From the age 36 and on, emotions give way to logic. Speaking with many of my peers, they told me that if by their late 30’s they weren’t married yet, they would settle for the next best thing. So what does that mean? What it means is that if they still haven’t found love, they will settle for the closest thing to it. The best way to understand this concept is to use an analogy. If you want a Pepsi but the machine is out, you can wait until they restock it. If you wait for 10 hours and you still don’t get one, you may be tempted to just go for the imitation Pepsi. It may not be what you wanted, but it’s close enough. Yes, you can wait for 10 hours and hope that they will restock it, but if at the end you still haven’t gotten one, it is only logical to take the imitation. If love doesn’t come knocking, something that resembles it, like infatuation for example or even just an attraction, may be enough to make someone want to get married.

The Fear

When you look at all the reasons why people get married, love will ultimately be considered in one form or another. As mentioned, as one gets older, love doesn’t become unimportant, but it slowly gives way to fear. That fear is that one will grow old alone. Getting married provides companionship and a partner to share experiences with which forms a unique bond. While there are those that say that they don’t need to marry someone to be happy, many would agree that marriage is a unique experience that one is encouraged to partake in.

As I write this, there will be hundreds if not thousands of people deciding if now is the right time to get married. Whether it is for love or not, marriage is something that shouldn’t be taken lightly.

Philosopher Harriet Martineu said it best:

Any one must see at a glance that if men and women marry those whom they do not love, they must love those whom they do not marry.

While the fear of lonliness is one that grows as one gets older, it important to remember that their is always a way to defeat fear. Fear may bother you, but it must never overcome you.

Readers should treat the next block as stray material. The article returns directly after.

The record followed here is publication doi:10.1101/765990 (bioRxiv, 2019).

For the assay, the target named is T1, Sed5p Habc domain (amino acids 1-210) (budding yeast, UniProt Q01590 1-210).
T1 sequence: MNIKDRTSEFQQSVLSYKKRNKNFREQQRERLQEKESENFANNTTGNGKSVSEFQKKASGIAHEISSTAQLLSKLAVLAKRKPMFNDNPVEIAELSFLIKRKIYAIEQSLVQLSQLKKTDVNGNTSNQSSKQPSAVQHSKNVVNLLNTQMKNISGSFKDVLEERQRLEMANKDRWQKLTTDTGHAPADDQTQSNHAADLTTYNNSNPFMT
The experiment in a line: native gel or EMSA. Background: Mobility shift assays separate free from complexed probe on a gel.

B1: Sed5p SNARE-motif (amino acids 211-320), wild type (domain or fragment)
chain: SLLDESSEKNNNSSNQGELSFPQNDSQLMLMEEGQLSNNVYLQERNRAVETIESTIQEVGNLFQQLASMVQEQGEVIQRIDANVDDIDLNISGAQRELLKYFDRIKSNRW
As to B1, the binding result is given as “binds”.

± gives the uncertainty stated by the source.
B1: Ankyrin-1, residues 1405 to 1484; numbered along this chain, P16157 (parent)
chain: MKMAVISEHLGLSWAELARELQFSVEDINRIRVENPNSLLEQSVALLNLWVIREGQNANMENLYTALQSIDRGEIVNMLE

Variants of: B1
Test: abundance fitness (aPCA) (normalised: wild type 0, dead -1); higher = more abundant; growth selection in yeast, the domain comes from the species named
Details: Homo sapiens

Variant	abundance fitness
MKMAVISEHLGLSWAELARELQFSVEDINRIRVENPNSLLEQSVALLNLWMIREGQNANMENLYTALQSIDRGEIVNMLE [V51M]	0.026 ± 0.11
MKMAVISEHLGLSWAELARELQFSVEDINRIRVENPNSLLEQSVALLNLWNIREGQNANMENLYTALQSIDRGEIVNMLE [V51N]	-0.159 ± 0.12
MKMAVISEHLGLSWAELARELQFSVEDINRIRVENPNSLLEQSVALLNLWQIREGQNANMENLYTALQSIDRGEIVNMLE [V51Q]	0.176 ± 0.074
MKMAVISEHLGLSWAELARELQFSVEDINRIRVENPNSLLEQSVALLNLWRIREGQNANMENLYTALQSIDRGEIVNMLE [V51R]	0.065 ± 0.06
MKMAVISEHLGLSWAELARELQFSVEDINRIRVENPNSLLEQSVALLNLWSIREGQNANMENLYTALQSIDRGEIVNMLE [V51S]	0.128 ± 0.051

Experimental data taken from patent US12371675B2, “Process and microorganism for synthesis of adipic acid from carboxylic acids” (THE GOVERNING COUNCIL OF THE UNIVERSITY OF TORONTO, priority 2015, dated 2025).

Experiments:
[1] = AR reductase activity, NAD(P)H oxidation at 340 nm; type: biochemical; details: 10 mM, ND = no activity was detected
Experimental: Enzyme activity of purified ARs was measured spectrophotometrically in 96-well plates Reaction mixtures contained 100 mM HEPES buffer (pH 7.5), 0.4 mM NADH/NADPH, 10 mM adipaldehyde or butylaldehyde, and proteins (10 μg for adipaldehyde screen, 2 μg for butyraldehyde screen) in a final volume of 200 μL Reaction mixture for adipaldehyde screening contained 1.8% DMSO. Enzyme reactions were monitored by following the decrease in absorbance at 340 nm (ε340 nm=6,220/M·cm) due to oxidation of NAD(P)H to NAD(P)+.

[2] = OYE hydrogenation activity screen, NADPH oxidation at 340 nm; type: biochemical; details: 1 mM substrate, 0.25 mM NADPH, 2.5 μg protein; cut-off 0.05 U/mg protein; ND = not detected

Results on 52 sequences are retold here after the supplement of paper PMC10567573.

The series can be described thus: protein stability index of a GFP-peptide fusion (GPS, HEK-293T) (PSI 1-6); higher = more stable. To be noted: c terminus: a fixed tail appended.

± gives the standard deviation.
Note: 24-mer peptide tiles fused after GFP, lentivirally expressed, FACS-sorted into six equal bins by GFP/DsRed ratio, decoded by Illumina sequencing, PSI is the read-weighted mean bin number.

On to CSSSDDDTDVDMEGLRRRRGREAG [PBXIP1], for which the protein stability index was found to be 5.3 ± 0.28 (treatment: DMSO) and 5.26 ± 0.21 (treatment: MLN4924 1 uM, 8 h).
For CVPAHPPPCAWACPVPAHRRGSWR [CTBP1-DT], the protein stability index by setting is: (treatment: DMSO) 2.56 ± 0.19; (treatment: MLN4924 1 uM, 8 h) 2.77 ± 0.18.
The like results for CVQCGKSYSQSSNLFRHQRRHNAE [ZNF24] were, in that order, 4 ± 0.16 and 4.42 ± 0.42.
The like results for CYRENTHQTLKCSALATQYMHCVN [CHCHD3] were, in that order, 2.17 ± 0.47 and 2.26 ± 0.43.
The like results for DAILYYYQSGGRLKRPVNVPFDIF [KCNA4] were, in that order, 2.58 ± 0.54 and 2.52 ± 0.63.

Photo by ShesJack

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  • Reply floreta June 29, 2009 at 1:09 am

    i hope i never get ruled by that fear. i’d like to be one of those people that doesn’t need a relationship, and is content alone, should it come to that. companionship would be nice too.. great article.

  • Reply Fanny Lawren June 29, 2009 at 11:27 am

    Happy marriage needs both logic and emotion. Maybe you are crazily in love, but you need to make sure the relationship will realistically workout before you get married and stay married forever. If you just marry for the sake of getting married. Hope you find positive emotional attachment to the better halves. Sucessful marriage requires both love and partnership.

  • Reply Jaremy July 7, 2009 at 12:32 pm

    Interesting post. It’s important to note that if one gets married (or enters a long-term relationship) without BOTH logic and emotion, it will be a rough road ahead. A marriage without emotion often leads to cheating or boredom. A marriage without logic can lead to instability or financial trouble. In that way, both are flawed.

    The key is to find someone you find beautiful that you can truly get along with day after day (when I think emotion, I’m not thinking of lust) and who understands you and has similar values. When I say values, I’m not talking about “loves fast cars” and “hates N’Sync”, either. Find someone that shares your same value of integrity; respect for others; someone who has a similar goal for their career (or a goal for yours). If you constantly give of yourself, don’t marry someone who is selfish and always takes. Opinions change. Core values stay the same.

  • Reply Joshua Porter July 9, 2009 at 1:38 pm


    Ditto man; fear should never overcome you! Patience is probably the best option, as love and the right opportunity seems to find you.

    Joshua Porter